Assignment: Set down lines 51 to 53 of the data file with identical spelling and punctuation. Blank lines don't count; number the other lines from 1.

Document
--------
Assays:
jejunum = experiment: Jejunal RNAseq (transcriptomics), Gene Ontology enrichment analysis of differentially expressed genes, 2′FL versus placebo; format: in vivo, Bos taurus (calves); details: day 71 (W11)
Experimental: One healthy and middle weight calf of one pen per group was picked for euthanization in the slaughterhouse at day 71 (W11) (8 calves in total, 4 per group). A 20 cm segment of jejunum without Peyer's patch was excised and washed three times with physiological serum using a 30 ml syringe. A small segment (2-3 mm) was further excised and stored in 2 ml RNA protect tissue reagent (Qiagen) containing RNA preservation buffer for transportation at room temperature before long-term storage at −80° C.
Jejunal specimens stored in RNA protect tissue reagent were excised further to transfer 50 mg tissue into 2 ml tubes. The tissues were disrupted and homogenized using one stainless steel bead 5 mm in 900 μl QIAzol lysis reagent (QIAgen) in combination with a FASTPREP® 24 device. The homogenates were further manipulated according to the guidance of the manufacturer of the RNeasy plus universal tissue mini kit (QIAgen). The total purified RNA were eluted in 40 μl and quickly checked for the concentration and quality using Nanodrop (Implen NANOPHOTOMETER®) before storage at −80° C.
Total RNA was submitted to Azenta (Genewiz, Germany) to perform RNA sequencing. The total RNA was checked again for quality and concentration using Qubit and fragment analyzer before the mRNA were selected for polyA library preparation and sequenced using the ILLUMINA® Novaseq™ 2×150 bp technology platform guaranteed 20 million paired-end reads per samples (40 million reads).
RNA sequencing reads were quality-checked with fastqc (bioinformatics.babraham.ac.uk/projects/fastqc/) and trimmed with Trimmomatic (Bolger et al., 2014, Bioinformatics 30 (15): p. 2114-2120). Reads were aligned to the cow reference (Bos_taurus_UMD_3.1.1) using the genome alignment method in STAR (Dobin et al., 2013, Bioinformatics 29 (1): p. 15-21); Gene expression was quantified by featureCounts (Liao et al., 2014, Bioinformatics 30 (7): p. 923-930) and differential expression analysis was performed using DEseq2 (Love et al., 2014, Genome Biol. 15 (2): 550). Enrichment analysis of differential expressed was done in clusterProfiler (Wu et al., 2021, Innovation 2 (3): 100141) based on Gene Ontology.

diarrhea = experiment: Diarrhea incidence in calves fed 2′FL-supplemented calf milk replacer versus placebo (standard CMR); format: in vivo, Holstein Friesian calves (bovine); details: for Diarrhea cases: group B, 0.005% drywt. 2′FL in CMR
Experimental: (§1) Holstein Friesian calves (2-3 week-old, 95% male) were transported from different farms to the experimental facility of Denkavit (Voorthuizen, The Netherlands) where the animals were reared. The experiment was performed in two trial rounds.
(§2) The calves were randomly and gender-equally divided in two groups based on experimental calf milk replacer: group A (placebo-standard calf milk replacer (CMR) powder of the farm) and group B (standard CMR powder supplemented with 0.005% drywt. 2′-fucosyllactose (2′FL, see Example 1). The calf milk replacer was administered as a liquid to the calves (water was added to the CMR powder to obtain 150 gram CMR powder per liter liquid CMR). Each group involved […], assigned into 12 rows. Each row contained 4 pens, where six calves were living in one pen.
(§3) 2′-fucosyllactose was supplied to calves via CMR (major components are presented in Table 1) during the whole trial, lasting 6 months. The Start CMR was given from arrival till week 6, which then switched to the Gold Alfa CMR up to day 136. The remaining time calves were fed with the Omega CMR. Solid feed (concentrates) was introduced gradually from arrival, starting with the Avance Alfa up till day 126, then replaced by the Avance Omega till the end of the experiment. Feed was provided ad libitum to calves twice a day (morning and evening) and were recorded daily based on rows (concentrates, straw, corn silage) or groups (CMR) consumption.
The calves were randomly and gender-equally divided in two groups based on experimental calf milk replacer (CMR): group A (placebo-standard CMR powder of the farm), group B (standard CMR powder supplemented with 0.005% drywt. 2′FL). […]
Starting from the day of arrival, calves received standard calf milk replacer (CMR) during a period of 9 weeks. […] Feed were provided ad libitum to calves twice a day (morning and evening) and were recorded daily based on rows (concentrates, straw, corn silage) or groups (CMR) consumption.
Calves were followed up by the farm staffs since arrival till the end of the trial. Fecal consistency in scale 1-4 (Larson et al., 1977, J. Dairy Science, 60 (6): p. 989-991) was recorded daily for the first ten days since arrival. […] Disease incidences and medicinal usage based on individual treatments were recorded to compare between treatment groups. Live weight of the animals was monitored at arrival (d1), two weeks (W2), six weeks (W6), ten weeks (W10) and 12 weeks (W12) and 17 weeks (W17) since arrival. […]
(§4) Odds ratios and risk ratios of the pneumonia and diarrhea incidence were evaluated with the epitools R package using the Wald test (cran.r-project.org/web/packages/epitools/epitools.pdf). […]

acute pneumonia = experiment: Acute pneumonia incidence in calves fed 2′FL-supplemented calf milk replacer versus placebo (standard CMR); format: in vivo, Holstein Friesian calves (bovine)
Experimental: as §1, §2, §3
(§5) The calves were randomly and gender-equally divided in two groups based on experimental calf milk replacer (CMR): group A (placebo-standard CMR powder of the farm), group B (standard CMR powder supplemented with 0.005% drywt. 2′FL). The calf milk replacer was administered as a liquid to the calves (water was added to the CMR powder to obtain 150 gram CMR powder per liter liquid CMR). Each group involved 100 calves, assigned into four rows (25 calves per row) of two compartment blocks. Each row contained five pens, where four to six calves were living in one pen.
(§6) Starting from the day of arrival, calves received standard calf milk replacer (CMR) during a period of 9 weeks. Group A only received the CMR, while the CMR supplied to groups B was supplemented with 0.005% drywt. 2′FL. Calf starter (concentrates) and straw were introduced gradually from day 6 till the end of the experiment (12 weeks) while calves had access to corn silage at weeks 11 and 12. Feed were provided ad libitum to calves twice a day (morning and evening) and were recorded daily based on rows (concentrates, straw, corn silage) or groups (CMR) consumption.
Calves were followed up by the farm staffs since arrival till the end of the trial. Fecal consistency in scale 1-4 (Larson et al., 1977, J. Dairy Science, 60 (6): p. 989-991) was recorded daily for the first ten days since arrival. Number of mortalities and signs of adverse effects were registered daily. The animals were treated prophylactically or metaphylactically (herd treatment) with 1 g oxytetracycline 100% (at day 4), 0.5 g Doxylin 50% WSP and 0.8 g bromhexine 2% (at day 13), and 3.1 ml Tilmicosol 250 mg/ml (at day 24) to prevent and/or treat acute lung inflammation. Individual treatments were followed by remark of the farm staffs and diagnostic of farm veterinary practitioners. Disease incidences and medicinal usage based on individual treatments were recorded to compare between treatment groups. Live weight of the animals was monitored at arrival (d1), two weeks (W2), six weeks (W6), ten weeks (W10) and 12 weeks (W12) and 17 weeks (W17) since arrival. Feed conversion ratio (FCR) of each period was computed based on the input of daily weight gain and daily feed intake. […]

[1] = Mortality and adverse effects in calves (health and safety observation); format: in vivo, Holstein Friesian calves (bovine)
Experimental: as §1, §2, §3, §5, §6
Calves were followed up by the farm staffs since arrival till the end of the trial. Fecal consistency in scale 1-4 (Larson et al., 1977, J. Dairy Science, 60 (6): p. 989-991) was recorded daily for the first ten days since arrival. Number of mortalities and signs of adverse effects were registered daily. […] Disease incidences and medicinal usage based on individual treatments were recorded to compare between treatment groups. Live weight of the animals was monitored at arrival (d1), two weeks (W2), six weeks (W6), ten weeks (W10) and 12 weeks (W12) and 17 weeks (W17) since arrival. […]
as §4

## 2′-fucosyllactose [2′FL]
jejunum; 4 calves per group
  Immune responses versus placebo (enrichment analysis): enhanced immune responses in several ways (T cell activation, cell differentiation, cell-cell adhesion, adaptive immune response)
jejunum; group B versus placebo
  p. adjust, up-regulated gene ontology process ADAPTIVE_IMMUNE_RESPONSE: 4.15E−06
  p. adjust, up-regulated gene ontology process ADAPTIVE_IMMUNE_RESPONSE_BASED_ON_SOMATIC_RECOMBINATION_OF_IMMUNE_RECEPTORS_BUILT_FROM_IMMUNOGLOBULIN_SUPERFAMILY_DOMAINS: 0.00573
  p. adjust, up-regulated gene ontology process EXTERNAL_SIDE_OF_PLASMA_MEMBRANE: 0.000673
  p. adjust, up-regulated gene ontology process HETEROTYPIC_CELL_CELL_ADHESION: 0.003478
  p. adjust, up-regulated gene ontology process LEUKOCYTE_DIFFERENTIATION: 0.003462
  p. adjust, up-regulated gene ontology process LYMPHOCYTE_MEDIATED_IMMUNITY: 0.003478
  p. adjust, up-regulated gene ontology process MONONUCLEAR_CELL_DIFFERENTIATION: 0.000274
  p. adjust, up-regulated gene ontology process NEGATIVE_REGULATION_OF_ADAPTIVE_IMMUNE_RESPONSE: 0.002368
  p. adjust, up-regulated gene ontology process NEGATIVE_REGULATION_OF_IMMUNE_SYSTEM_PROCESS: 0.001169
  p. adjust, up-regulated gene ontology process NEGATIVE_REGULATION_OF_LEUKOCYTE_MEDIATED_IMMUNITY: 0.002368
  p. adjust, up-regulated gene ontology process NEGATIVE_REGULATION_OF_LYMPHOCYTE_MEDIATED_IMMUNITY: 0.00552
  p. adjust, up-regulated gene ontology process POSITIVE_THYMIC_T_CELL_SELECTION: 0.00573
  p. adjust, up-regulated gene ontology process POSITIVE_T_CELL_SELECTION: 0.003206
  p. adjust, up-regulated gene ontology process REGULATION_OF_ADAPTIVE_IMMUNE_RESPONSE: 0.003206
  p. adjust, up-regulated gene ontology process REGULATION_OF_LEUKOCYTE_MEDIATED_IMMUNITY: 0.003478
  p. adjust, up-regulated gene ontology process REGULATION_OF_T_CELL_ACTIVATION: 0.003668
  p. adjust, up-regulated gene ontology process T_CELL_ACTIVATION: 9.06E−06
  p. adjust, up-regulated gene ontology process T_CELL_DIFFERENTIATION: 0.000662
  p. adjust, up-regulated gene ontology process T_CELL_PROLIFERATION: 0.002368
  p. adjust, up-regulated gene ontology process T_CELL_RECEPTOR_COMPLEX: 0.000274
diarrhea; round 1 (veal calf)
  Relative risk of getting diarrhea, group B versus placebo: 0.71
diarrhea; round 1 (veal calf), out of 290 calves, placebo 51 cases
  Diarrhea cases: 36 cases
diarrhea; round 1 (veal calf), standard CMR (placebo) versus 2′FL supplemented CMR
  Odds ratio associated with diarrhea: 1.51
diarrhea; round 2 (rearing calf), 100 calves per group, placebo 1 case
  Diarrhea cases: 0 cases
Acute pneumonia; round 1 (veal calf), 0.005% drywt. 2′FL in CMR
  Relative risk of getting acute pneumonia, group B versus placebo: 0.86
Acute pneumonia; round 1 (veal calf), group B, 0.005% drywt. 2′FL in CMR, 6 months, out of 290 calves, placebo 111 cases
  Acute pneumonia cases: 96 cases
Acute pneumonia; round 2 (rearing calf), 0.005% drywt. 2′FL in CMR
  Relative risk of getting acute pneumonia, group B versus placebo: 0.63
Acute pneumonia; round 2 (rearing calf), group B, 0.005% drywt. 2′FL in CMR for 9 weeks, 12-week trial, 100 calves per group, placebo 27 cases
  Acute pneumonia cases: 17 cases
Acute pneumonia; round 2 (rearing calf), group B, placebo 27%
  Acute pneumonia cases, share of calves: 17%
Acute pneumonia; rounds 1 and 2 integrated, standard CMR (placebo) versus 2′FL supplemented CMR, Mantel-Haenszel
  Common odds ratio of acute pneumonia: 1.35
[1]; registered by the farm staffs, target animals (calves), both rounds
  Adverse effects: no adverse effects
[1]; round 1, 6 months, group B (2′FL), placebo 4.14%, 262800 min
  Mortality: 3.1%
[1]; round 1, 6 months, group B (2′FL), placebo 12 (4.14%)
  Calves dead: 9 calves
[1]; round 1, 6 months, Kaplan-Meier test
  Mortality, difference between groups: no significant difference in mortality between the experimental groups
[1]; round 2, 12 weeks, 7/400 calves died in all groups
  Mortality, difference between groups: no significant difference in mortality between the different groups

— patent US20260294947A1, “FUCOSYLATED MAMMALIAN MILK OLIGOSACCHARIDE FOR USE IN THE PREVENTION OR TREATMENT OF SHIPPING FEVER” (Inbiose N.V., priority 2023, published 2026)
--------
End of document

  Diarrhea cases: 36 cases
diarrhea; round 1 (veal calf), standard CMR (placebo) versus 2′FL supplemented CMR
  Odds ratio associated with diarrhea: 1.51